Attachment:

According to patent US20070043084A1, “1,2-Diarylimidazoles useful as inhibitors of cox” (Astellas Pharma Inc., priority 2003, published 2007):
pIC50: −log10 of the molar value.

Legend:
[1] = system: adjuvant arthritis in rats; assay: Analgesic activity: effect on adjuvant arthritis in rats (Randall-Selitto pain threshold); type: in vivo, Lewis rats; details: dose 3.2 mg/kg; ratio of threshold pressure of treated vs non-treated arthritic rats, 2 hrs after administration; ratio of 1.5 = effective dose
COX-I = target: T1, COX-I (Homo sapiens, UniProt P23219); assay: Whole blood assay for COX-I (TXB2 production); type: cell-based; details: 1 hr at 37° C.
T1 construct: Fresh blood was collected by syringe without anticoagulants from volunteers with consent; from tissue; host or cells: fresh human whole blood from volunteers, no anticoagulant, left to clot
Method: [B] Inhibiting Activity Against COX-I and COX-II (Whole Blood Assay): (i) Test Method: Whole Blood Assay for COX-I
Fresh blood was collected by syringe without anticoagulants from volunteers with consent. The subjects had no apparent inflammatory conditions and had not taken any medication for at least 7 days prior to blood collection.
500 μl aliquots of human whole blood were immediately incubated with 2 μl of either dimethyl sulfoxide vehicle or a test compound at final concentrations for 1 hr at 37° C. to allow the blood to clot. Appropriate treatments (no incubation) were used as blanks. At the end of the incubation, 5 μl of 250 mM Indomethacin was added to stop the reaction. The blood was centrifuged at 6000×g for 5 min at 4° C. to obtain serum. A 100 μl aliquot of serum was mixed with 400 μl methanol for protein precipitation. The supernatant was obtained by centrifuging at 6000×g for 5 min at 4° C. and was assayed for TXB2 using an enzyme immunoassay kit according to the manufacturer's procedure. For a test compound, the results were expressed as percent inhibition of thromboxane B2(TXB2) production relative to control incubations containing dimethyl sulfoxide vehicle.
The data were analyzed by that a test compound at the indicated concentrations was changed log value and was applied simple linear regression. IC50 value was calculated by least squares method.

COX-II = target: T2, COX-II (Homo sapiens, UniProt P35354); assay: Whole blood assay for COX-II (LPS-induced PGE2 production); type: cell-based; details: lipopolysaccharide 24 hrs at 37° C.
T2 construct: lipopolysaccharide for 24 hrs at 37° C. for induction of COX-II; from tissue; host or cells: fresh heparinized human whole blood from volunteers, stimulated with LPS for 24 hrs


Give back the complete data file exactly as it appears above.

According to patent US20070043084A1, “1,2-Diarylimidazoles useful as inhibitors of cox” (Astellas Pharma Inc., priority 2003, published 2007):
pIC50: −log10 of the molar value.

Legend:
[1] = system: adjuvant arthritis in rats; assay: Analgesic activity: effect on adjuvant arthritis in rats (Randall-Selitto pain threshold); type: in vivo, Lewis rats; details: dose 3.2 mg/kg; ratio of threshold pressure of treated vs non-treated arthritic rats, 2 hrs after administration; ratio of 1.5 = effective dose
COX-I = target: T1, COX-I (Homo sapiens, UniProt P23219); assay: Whole blood assay for COX-I (TXB2 production); type: cell-based; details: 1 hr at 37° C.
T1 construct: Fresh blood was collected by syringe without anticoagulants from volunteers with consent; from tissue; host or cells: fresh human whole blood from volunteers, no anticoagulant, left to clot
Method: [B] Inhibiting Activity Against COX-I and COX-II (Whole Blood Assay): (i) Test Method: Whole Blood Assay for COX-I
Fresh blood was collected by syringe without anticoagulants from volunteers with consent. The subjects had no apparent inflammatory conditions and had not taken any medication for at least 7 days prior to blood collection.
500 μl aliquots of human whole blood were immediately incubated with 2 μl of either dimethyl sulfoxide vehicle or a test compound at final concentrations for 1 hr at 37° C. to allow the blood to clot. Appropriate treatments (no incubation) were used as blanks. At the end of the incubation, 5 μl of 250 mM Indomethacin was added to stop the reaction. The blood was centrifuged at 6000×g for 5 min at 4° C. to obtain serum. A 100 μl aliquot of serum was mixed with 400 μl methanol for protein precipitation. The supernatant was obtained by centrifuging at 6000×g for 5 min at 4° C. and was assayed for TXB2 using an enzyme immunoassay kit according to the manufacturer's procedure. For a test compound, the results were expressed as percent inhibition of thromboxane B2(TXB2) production relative to control incubations containing dimethyl sulfoxide vehicle.
The data were analyzed by that a test compound at the indicated concentrations was changed log value and was applied simple linear regression. IC50 value was calculated by least squares method.

COX-II = target: T2, COX-II (Homo sapiens, UniProt P35354); assay: Whole blood assay for COX-II (LPS-induced PGE2 production); type: cell-based; details: lipopolysaccharide 24 hrs at 37° C.
T2 construct: lipopolysaccharide for 24 hrs at 37° C. for induction of COX-II; from tissue; host or cells: fresh heparinized human whole blood from volunteers, stimulated with LPS for 24 hrs